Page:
Improving Transitions to Adulthood for Youth Served by the Foster Care System: A Report on the Strengths and Needs of Existing Aftercare Services

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The transition from foster care to adult independence brings many unexpected challenges. This document reports on the experiences of young adults as they leave the foster care system. It identifies community-based organizations (CBOs) that provide support and services to these adults, and relates opinions of both in order to identify what is needed to strengthen the service system and to build the capacity of CBOs working with former foster youth. The Child Welfare League of America (CWLA) surveyed organizations that provide services to young and older adults after they have left foster care. The results were used to create a service directory for former foster youth, social workers, and other CBOs in need of resources for assisting former foster youth, in addition to building a foundation of information about local community support for foster youth. This report includes recommendations for building capacity at the local levels and for strengthening the overall service system to facilitate successful long term outcomes for foster youth. (JDM)

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... With this new policy in place, the timing of youth's exit from care can be informed by their demonstrated readiness for independence, increasing the likelihood of a successful transition to self-sufficiency. Preparation for self-sufficiency is enhanced by the provision of the following services: job readiness, educational support and tutoring, time management skills, money management skills, career pathway exploration, access to community resources, parenting education and skills development, and education about sexual health and family planning (Maluccio et al., 1990;Nixon & Jones, 2000;Nollan, 2000). ...
... Further efforts need to be made to improve aftercare support services for youth who leave care before 21 years of age. The literature suggests innovative ways to provide services and resources to young people in transition including: resource/drop-in centers, Internet resources and access, telephone assistance and information hotlines, and independent living refresher workshops (Nixon & Jones, 2000). Providing youth with an opportunity for short-term assistance or guidance will ultimately promote a successful transition to adulthood. ...
... A critical implication for practice is the need to properly train foster parents to care for adolescent youth in out-of-home care, and for ILPs to formally collaborate with foster parents to prepare youth for self-sufficiency (Lemon et al., 2005). Nixon and Jones (2000) found that young adults felt strongly the need to continue connections with other former foster youth. As an additional resource for young people, aftercare services can encourage young adults in transition to develop support groups and networks with each other. ...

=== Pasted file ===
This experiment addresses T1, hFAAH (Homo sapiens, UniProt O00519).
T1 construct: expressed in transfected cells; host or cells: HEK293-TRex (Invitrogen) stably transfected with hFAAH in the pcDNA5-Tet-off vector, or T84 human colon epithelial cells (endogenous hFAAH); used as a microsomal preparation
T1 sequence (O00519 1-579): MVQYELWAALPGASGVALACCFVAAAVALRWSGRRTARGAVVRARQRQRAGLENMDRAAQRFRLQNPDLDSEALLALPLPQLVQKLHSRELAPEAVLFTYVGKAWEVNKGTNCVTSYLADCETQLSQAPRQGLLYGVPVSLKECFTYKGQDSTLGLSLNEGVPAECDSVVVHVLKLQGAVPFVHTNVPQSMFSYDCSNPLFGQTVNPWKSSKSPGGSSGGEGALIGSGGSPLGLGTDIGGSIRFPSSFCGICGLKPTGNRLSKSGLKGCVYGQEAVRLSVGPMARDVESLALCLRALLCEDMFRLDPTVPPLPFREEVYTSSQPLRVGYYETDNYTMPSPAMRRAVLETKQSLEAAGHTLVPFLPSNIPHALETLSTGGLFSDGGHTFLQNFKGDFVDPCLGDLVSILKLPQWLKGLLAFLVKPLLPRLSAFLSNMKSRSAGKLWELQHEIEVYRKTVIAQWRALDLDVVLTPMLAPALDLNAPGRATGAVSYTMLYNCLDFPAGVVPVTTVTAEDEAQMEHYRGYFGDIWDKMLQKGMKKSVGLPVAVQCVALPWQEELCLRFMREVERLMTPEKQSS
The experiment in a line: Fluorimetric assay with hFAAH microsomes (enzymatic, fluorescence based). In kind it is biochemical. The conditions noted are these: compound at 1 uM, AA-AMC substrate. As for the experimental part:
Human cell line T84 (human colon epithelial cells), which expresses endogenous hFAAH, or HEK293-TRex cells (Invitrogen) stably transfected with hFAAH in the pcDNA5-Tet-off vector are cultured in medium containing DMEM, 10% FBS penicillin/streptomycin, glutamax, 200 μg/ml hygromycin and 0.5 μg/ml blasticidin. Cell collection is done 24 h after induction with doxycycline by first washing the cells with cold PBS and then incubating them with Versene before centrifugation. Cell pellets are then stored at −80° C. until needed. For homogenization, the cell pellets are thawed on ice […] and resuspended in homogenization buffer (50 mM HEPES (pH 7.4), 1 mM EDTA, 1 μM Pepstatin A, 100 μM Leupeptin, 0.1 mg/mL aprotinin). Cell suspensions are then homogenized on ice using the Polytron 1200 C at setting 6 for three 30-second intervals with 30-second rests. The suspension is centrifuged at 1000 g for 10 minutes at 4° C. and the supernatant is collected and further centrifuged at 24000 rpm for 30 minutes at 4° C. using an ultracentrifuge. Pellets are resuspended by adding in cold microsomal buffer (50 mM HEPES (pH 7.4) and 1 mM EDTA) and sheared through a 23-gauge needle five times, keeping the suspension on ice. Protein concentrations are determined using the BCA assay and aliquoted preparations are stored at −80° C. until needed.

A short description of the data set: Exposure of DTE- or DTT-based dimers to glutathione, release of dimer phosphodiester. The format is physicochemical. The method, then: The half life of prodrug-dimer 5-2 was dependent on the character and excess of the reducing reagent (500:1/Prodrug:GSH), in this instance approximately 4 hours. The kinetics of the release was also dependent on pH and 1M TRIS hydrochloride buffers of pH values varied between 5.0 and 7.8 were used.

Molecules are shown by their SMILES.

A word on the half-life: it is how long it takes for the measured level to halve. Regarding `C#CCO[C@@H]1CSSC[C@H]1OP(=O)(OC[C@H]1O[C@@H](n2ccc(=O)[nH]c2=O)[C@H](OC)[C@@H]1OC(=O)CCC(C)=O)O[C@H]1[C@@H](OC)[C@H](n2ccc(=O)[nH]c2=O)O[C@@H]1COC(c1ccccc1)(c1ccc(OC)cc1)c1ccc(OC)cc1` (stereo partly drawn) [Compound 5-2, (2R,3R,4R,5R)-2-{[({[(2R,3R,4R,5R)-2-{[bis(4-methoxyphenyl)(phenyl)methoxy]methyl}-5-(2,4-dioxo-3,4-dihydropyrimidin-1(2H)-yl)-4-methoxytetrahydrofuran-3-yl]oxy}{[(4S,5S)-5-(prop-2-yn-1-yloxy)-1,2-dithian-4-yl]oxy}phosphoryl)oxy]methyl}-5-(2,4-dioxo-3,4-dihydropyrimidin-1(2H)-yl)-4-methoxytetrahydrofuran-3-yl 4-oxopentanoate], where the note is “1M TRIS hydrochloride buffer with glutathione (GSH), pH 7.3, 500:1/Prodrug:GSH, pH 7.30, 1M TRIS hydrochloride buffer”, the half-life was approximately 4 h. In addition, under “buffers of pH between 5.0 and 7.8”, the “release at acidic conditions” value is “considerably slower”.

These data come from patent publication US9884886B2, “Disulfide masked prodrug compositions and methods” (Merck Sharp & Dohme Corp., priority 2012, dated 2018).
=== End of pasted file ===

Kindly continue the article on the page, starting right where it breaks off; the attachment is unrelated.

Youth in transition from out-of-home care to adulthood are a vulnerable sub-population of the foster care system. In addition to the trauma of maltreatment, and challenges associated with out-of-home care, these youth face the premature and abrupt responsibility of self-sufficiency as they leave care for independent living. The purpose of this study was to identify personal and interpersonal factors that contribute to resilience of young adults who left out-of-home care of a large urban child welfare system during a one year period. Sixty percent of the eligible young adults participated in a computer-assisted self-administered interview about their self-sufficiency including: educational attainment, employment, housing, parenthood, health risk behavior, criminal activity, and perceived levels of social support, spiritual support, community support, and global life stress. This study explored the relationship between support systems, life stress, and the young adults' resilience reflecting key outcomes. The study's findings indicated that females, older youth, and youth with lower perceived life stress had higher resilience scores. Implications for child welfare practice, policy, theory, and research advance knowledge about young adults in transition from out-of-home care.
... W hen at-risk youth leave the care of an agency-whether it is a foster care independent-living program, the Job Corps, or programs serving homeless and runaway teens-it is critical that youth and the agency stay connected. Atrisk teens need ongoing support from their mentors and peer group, just like typical teens get from their parents and friends when they leave home (Jenson, Hawkins, & Catalano, 1986;Mallon, 1998;Mech, Pryde, & Rycraft, 1995;Nixon & Jones, 2000;Wedeven, Pecora, Hurwitz, Howell, & Newell, 1997). Agencies, for their part, need long-term contact with youth to evaluate program outcomes, which is now required by law for federally funded programs (e.g., Foster Care Independence Act of 1999 [P.L. ; Workforce Investment Act of 1998 [P.L. 105-220]). ...
... Providers rely on limited methods such as distributing stamped change-of-address cards during graduation ceremonies, holding reunions for graduates, and conducting outreach initiatives (Beck, 1990). In spite of such wellintentioned efforts, contact with youth is typically only as enduring as their latest valid phone number or address (Eisenbud, Moore, Ryan, & Taylor, 2001;Nixon & Jones, 2000). Agencies often end up playing the role of detective, an expensive and ineffective strategy (U.S. ...
... For many reasons, the Web has the potential of facilitating the long-term communication needs of both youth and support agencies (e.g., Jim Casey, 2001;Nixon & Jones, 2000). Teens are turning to the Web in rapidly growing numbers. ...